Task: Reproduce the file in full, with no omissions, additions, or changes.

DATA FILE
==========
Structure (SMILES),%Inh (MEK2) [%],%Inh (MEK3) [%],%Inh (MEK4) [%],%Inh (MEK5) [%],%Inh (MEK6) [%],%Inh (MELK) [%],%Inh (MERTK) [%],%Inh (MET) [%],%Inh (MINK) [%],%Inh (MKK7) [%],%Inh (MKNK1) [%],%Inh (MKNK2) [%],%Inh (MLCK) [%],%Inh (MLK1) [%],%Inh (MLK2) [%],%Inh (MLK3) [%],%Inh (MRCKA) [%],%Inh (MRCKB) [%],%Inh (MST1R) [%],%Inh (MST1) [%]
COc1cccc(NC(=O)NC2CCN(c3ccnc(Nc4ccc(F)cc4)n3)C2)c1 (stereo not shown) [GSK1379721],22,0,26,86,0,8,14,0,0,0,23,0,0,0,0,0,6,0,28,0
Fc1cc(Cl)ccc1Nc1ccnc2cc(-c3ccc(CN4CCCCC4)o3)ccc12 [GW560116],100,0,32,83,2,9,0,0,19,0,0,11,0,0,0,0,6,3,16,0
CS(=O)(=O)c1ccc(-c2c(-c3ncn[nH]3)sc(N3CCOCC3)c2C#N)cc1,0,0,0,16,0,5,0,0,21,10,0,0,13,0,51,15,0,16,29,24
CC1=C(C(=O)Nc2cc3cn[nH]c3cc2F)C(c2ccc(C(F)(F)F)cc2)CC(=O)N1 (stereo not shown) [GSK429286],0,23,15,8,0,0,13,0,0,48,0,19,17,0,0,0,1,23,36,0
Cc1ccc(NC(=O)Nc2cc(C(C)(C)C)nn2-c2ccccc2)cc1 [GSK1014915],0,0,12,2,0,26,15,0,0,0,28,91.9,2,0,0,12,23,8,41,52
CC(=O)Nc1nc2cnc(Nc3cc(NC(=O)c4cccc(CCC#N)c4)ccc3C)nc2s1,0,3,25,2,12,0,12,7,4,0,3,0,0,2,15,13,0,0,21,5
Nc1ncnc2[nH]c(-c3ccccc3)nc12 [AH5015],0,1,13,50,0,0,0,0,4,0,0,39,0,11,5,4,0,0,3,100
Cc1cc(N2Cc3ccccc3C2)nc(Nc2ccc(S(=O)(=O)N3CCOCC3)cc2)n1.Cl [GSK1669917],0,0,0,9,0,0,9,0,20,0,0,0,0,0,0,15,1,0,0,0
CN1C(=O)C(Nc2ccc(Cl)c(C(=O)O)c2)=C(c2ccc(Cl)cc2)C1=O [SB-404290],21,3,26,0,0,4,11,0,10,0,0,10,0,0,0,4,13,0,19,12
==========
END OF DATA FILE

Structure (SMILES),%Inh (MEK2) [%],%Inh (MEK3) [%],%Inh (MEK4) [%],%Inh (MEK5) [%],%Inh (MEK6) [%],%Inh (MELK) [%],%Inh (MERTK) [%],%Inh (MET) [%],%Inh (MINK) [%],%Inh (MKK7) [%],%Inh (MKNK1) [%],%Inh (MKNK2) [%],%Inh (MLCK) [%],%Inh (MLK1) [%],%Inh (MLK2) [%],%Inh (MLK3) [%],%Inh (MRCKA) [%],%Inh (MRCKB) [%],%Inh (MST1R) [%],%Inh (MST1) [%]
COc1cccc(NC(=O)NC2CCN(c3ccnc(Nc4ccc(F)cc4)n3)C2)c1 (stereo not shown) [GSK1379721],22,0,26,86,0,8,14,0,0,0,23,0,0,0,0,0,6,0,28,0
Fc1cc(Cl)ccc1Nc1ccnc2cc(-c3ccc(CN4CCCCC4)o3)ccc12 [GW560116],100,0,32,83,2,9,0,0,19,0,0,11,0,0,0,0,6,3,16,0
CS(=O)(=O)c1ccc(-c2c(-c3ncn[nH]3)sc(N3CCOCC3)c2C#N)cc1,0,0,0,16,0,5,0,0,21,10,0,0,13,0,51,15,0,16,29,24
CC1=C(C(=O)Nc2cc3cn[nH]c3cc2F)C(c2ccc(C(F)(F)F)cc2)CC(=O)N1 (stereo not shown) [GSK429286],0,23,15,8,0,0,13,0,0,48,0,19,17,0,0,0,1,23,36,0
Cc1ccc(NC(=O)Nc2cc(C(C)(C)C)nn2-c2ccccc2)cc1 [GSK1014915],0,0,12,2,0,26,15,0,0,0,28,91.9,2,0,0,12,23,8,41,52
CC(=O)Nc1nc2cnc(Nc3cc(NC(=O)c4cccc(CCC#N)c4)ccc3C)nc2s1,0,3,25,2,12,0,12,7,4,0,3,0,0,2,15,13,0,0,21,5
Nc1ncnc2[nH]c(-c3ccccc3)nc12 [AH5015],0,1,13,50,0,0,0,0,4,0,0,39,0,11,5,4,0,0,3,100
Cc1cc(N2Cc3ccccc3C2)nc(Nc2ccc(S(=O)(=O)N3CCOCC3)cc2)n1.Cl [GSK1669917],0,0,0,9,0,0,9,0,20,0,0,0,0,0,0,15,1,0,0,0
CN1C(=O)C(Nc2ccc(Cl)c(C(=O)O)c2)=C(c2ccc(Cl)cc2)C1=O [SB-404290],21,3,26,0,0,4,11,0,10,0,0,10,0,0,0,4,13,0,19,12